The second source of love, acceptance and approval is from God. I say “second” source because we recognize it after we recognize the need for a family’s love and approval. 

We need others. I am convinced relationship with God and with others is the most important thing in life. Jesus taught this principle when one day a Pharisee raised the question, “Teacher, which is the greatest commandment in the law?” Jesus then replied that we were to love the Lord our God with all our heart…soul…and mind…and love our neighbor as our self. (Matthew 22:36-39) However, our need for relationship cannot be allowed to become the center of another person’s life. The emotionally dependent person feels as though he or she cannot exist or function without this relationship. Mistakenly, this association is an attempt to meet the need for intimacy and security. 

We become vulnerable or susceptible to dependent relationships when we focus on our needs rather than the Word of God. When we lean too heavily upon one particular person, the emotional attachment can begin, causing us to lose our objectivity in the relationship.

Does the Bible speak to emotional dependency?  Not directly. But throughout the Scriptures, we are admonished to be self-controlled. Paul wrote in the book of Titus 2:1-8 about sound doctrine. Let’s see how they apply:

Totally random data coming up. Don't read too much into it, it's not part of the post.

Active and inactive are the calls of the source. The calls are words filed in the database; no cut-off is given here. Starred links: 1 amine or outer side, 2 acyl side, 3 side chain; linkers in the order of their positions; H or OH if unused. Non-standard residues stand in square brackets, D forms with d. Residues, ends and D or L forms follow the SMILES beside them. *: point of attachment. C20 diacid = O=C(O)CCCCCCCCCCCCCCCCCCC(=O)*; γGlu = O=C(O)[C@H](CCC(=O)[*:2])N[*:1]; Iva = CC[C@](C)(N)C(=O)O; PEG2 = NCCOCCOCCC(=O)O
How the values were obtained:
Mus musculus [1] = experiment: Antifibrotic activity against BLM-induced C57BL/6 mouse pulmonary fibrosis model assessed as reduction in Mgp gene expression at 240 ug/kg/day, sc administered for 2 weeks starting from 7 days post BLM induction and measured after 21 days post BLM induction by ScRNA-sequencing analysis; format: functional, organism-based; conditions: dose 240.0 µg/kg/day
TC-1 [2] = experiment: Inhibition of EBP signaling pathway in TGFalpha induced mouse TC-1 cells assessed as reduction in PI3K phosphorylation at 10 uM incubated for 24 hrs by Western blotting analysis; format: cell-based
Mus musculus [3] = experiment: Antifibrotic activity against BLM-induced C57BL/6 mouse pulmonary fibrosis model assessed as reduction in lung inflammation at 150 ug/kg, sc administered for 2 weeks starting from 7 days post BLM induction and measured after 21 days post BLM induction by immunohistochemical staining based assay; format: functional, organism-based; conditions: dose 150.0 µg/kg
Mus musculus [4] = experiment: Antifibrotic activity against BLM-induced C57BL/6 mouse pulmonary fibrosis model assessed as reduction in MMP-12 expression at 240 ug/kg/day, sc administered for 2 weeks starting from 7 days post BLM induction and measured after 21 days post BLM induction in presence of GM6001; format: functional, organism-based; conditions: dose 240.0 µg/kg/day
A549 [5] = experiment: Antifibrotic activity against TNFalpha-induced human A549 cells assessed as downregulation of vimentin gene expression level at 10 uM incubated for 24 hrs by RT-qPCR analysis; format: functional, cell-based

You must teach what is in accord with sound doctrine. Teach the older men to be temperate, worthy of respect, self-controlled, and sound in faith, in love and in endurance. Likewise, teach the older women to be reverent in the way they live, not to be slanderers or addicted to much wine, but to teach what is good. Then they can train the younger women to love their husbands and children, to be self-controlled and pure, to be busy at home, to be kind, and to be subject to their husbands, so that no one will malign the Word of God. Similarly, encourage the young men to be self-controlled. In everything set them an example by doing what is good. In your teaching show integrity, seriousness and soundness of speech that cannot be condemned, so that those who oppose you may be ashamed because they have nothing bad to say about us. 

You are first God’s child. In a healthy way you are dependent upon Him and interdependent with others. No one other than Jesus can satisfy your need for relational connection. It is He who highly esteems you!

Question for reflection:

Are you dealing with any emotional dependency in your life that you need to turn over to Jesus?

To order the book at a significant discount for yourself, your family or for a group study click here.

Standard
Challenge, Encouragement, Healing, Insecurity, Issues of the Day, Parents, Small Groups

The Presence of Insecurity in our Lives II

A Thirty Day Devotional adapted from the NEW book: Identity: The Distinctiveness of You – Day 2

I have eyes to see God’s eternal purpose. II Corinthians 4:18

The Spirit Himself intercedes for me. Romans 8:26